One of the prominent and influential business men of Randolph county, of which he is a native, was born in 1844. His family came from South Carolina, his grandfather, Francis Taylor, being a native of the same district, that state, and coming to Georgia in the later years of his life, he died in Randolph county, where he had located. His youngest son was William Taylor, who was born in South Carolina, opposite Augusta, in 1816, and married to Matilda Bass, of North Carolina, took up a home in Randolph county, Ga., in the forties. He was the only one of his brothers and sisters to come to Georgia, and all of his life, save a few years spent in Early county, was passed on his farm in Randolph county. He was in the Indian wars of 1835-36, and in the early part of the civil war performed service in the state militia. He was a democrat in politics and a Baptist in his religious faith. He was a Mason high in its degrees, and in business a successful planter. He died in 1870. His wife was born in Sampson county, N.C., in 1822, and is yet living, residing with her daughter, Mrs. Grubbs, in Randolph county. She is a regular attendant of the Baptist church, and is hale and hearty for one of her many years. To this union were born seven children: Columbus, the subject of this sketch; Marion; Thomas B., who died in Calhoun county in 1875, leaving a wife and one child; Mrs. Martha E. Grubbs; Wiley L., Randolph county; Mitchell, and James M., of Randolph county. Columbus Taylor was educated in the local schools of Randolph county, and when eighteen years old joined the Confederate army, enlisting in Company B, Forty-seventh Georgia regiment, under Col. Williams. He served until the war was ended, and was most of this time in active campaigning. He was in the battles of Jackson, Miss., Resaca, New Hope, and Kennesaw Mountain, Ga., and scores of skirmishes. When the war was over he returned home and resumed farming. He was married in 1872 to Lucretia H. Pruett, of Calhoun county, where she was born. She is the daughter of Jeffrey W. Pruett, a merchant planter of Calhoun county, whose parents were Virginians. Mrs. Taylor is graduate of Bethel Female college of Cuthbert, who, after teaching school eight years continuously in the neighborhood with splendid success and to the entire satisfaction of her patrons, was married to Mr. Taylor, and is the mother of four children: William O., Lillie May, Gertrude and Edgar. Lillie May was married to Mr. A. K. Martin of Cuthbert. Mr. Taylor is a democrat, and in 1886-87 represented his county in the legislature. He has also been a useful member of the county board of education. In 1884, Mr. Taylor commenced the general merchandise business on the home farm, and in 1888 he moved to Cuthbert, where a year later he opened a store. This was moved back to the old place in 1893. Mr. Taylor conducts his business, which is ten miles out in the country, but his family live in Cuthbert, where the children are being educated. Aug. 6, 1895, he was elected ordinary of Randolph county to fill the unexpired term of M. Gormley, deceased. He was elected as a democrat by a vote of three to one over his populist opponent. Mr. Taylor and wife are members of the Baptist church. His business career has been and honorable one, and his reputation among business men is first-class, while socially he enjoys the highest respect and esteem among his fellow citizens.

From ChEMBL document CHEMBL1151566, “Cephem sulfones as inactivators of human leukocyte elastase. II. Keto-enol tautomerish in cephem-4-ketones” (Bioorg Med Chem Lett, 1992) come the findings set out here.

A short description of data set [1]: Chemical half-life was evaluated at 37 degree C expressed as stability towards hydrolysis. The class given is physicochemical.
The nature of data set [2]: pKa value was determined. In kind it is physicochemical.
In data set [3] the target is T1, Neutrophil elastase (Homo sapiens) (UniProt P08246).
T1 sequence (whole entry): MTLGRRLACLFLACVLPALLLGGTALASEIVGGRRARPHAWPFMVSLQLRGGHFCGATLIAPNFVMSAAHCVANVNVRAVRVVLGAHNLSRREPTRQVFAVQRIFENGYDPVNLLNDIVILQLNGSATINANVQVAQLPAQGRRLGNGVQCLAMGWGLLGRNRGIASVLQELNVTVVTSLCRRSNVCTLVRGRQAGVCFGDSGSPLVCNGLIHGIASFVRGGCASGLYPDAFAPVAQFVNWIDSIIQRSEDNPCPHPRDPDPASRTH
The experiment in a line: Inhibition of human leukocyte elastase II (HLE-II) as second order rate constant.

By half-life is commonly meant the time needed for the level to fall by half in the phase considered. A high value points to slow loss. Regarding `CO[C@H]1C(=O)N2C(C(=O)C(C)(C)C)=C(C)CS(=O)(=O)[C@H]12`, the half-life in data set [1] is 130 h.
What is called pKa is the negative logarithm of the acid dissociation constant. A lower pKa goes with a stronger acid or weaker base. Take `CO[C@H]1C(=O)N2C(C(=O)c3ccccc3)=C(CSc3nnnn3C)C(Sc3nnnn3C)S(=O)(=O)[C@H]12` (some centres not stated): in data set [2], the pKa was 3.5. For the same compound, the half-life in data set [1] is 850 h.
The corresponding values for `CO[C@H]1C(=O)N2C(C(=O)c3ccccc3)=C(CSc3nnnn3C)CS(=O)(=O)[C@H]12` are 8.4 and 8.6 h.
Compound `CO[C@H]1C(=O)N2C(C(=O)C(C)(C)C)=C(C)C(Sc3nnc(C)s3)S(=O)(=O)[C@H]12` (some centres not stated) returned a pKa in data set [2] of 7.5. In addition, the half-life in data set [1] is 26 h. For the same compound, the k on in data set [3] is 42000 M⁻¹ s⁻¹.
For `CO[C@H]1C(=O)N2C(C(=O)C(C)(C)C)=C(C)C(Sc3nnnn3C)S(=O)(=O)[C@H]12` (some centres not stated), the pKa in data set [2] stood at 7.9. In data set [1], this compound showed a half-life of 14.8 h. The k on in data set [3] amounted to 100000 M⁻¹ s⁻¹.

Planter, Shellman, is a native of Greene county, Ga. He was born in 1839, and is the son of James Madison and Rhoda H. (Rolland) Trippe, of Greene county, Ga. J. M. Trippe was born in Hancock county, Jan. 12, 1814, and his wife was born Feb. 1, 1818, in Greene county. In the last mentioned county they grew to maturity and were married, and there resided until their son, J.F. Trippe, was nine years of age, when they moved to Muscogee county and lived one year and thence to Stewart county. For seven years they lived twelve miles north of Lumpkin, then moving to Randolph county and settling in the tenth district, where they resided three years. The father died March 9, 1878. He was a brave soldier in the war and belonged to Company A, Second Georgia cavalry. The mother died Jan. 26, 1878, leaving one child, J.F. Trippe. He spent his boyhood days in Greene, Stewart and Randolph counties, and studied dentistry in Cuthbert under Dr. Hammel of that place, forming a co-partnership in 1859 with that gentleman. He practiced his profession at various points until the war, when he joined the regiment made up in Randolph county, the Cuthbert Rifles, which afterward became a part of the Fifth Georgia, under Col. M.K. Jackson, of Augusta. In about a year he was elected first lieutenant of the Second Georgia cavalry of Cuthbert, and then he finished the war serving under that intrepid officer, Gen. Forrest. He was in the battles of Corinth, Miss., at Murfreesboro, Tenn, under Forrest; at Perryville, Ky., under Bragg; Missionary Ridge, Resaca, Jonesboro, and Atlanta, Ga. Then he went to the Carolinas, engaging in skirmishes all along the way, till the surrender of Johnston. At Murfreesboro, Tenn., the escapes Mr. Trippe made were miraculous. He was in the thickest of the fight, and after the battle found where seventeen bullets had been shot through his clothes without him receiving a scratch or a wound. After the war Mr. Trippe found that dentistry was not in as much demand as products for the stomach, and he turned his attention to farming, which he has since pursued. While home on a furlough Feb. 26, 1863, he married May E. Mayo, a native of Marion county, Ga. She was born July 10, 1842, and is the daughter of Benjamin Mayo, of Marion county. To this union have been born seven children, as follows: James B. Trippe, living at home; William H., living near the home place; Mary T., deceased wife of John Freeman, of Worth county; Thomas T., living near the home place; Emma L., married to the husband of her deceased sister; John Lee, deceased, and Fletcher Milton. Mr. and Mrs. Trippe are members of the Methodist Episcopal church, of which he is clerk and one of the trustees. In politics Mr. Trippe is a populist, and in the fall of 1893 was nominated by the people's party the day before the election to represent the county in the legislature. The regular nominee, Mr. Newton, was found to be ineligible, and Mr. Trippe at the twelfth hour made a hard fight, proving his popularity in the county. He lives on a large farm near Shellman.